by Terry Burton, Digital Media Coordinator
Earlier this morning, Fort Collins Mayor Doug Hutchinson stood on the west steps of the Museum to announce some exciting news: Fort Collins has been chosen by the National Trust for Historic Preservation as one of their dozen “Distinctive Destinations” for 2010. The communities recognized by the National Trust are characterized as offering an “authentic visitor experience by combining dynamic downtowns, cultural diversity, attractive architecture, cultural landscapes and a strong commitment to historic preservation, sustainability and revitalization.” Yup, that’s us!
Fort Collins is frequently recognized for its beautifully preserved historic architecture — you’ll hear this a lot around here, and it’s true: “Main Street USA” at Disneyland was modeled on our very own Old Town. There are over 1,800 historic properties in Fort Collins that are on the national, State or local historic register. Fort Collins is not a very old community, but we’ve worked to preserve our heritage as a city, albeit a “young” one. The National Trust also gave us enthusiastic nods for our “active living” and our longstanding sustainability efforts. And our beer, too, of course.
But the phrase that popped out at me was “cultural landscapes.” To me, this is our most shining, if also least known, jewel: our literal “cultural landscape” is over 12,000 years old. Historic preservation is mostly about structures — the “built environment.” Around here, the built environment reflects less than 2% of the total time people have lived in this area. For the rest of that time, landscape and culture were deeply interwoven. The histories and traditions of the people who lived here over the millennia were encoded in the prairies, rivers, hills, plants, animals, earth and sky. If you’re familiar with the Soapstone Prairie Natural Area, you know that Ice Age peoples left ample evidence of their lives at the Lindenmeier Archaeological Site. You may not know that stone tools created by even more ancient people were discovered in a farm field in Timnath, just east of Fort Collins. This Clovis cache resides at the Museum today. Folsom tools have been found not far from where the CSU Rams play football on fall afternoons.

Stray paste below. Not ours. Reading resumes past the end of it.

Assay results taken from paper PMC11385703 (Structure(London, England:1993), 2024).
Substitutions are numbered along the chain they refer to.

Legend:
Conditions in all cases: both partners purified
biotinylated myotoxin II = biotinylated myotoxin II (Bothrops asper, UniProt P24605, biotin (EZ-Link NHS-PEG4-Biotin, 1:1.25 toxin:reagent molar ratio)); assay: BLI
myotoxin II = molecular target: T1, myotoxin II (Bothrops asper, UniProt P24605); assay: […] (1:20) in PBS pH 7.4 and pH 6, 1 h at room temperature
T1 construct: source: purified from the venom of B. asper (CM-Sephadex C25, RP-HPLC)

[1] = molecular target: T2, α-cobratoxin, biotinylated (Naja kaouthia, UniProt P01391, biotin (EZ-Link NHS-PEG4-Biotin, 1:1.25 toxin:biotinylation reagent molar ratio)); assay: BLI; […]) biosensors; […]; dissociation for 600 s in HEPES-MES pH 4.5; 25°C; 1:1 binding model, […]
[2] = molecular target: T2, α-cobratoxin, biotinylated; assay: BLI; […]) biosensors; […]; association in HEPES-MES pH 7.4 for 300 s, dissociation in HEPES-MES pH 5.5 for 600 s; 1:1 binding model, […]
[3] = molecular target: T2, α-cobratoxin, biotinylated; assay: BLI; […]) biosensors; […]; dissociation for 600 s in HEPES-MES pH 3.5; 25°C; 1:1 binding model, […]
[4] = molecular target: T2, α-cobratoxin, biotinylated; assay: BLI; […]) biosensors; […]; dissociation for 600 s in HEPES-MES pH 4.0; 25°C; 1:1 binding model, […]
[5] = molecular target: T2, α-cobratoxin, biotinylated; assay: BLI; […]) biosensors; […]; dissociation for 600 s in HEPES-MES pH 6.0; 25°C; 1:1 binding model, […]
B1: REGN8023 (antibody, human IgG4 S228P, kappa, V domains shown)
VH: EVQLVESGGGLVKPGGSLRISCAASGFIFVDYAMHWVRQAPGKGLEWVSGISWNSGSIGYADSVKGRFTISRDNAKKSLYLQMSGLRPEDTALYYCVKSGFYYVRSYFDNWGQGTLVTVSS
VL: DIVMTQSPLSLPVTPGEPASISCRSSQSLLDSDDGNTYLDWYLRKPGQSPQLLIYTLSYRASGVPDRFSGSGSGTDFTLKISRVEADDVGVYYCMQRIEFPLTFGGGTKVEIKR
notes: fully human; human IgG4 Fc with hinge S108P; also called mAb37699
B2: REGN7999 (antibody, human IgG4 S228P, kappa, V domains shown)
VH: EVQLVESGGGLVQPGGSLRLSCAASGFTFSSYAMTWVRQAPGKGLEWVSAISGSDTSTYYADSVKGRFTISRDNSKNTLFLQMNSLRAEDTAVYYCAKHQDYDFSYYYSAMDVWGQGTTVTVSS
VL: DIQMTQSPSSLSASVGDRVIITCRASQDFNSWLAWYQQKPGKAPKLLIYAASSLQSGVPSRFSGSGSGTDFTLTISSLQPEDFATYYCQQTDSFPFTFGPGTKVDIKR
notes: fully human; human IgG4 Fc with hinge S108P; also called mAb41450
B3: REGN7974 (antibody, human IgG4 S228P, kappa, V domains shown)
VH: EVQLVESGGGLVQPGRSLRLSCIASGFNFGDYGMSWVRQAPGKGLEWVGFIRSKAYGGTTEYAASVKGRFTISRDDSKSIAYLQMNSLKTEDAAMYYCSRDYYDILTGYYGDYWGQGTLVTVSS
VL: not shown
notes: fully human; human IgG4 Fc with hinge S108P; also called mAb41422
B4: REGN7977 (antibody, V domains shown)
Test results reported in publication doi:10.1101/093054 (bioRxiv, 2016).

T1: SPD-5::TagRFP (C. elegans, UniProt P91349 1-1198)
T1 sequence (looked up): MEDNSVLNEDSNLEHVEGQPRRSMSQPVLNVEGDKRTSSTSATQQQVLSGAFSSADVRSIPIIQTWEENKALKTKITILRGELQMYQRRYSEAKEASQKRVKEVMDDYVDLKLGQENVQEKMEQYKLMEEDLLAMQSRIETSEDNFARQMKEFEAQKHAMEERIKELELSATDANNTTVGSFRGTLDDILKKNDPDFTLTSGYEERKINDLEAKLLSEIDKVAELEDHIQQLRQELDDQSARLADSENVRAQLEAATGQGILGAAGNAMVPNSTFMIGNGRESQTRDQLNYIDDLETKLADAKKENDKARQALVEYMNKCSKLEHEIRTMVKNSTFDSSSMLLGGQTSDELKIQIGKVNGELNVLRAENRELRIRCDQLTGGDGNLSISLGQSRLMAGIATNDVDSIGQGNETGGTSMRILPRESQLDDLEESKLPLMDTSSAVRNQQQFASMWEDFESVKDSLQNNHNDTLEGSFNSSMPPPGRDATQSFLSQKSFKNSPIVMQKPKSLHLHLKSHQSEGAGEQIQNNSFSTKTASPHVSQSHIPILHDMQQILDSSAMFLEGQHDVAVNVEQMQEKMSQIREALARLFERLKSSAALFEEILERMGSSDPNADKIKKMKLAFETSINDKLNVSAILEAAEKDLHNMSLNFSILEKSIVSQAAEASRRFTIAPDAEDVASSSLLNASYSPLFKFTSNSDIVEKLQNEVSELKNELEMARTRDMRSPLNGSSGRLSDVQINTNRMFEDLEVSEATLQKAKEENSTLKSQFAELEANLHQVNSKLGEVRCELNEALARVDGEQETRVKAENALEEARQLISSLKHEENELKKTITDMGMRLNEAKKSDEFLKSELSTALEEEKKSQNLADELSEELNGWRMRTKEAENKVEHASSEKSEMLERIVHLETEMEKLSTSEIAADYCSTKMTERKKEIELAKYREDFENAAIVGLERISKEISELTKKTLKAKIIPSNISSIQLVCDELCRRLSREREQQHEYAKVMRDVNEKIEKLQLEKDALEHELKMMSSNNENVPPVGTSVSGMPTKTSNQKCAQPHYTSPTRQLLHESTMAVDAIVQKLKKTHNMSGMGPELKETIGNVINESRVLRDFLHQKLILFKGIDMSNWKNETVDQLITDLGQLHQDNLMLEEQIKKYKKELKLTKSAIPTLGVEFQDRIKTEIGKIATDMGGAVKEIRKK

This story is a harder sell — no wonderful old trolley cars or sandstone buildings to point to. Lots of stone tools, yes, but so much we don’t know about them. The people who could have told us the stories written on the prairies, rivers, and hills were driven off long ago and much of that precious information has been lost forever.
But this is the essential underpinning of what makes Fort Collins a “Distinctive Destination,” this deep cultural taproot that has grown so vigorously in this amazing landscape. I hope it’s a story people will continue to be curious about as they explore this marvelous community.
And don’t miss this: you can vote for your favorite of the 12 “Distinctive Destinations.” Vote early, vote often, vote Fort Collins!
Some other links:
USA Today article “National Trust names Dozen Distinctive Destinations for 2010“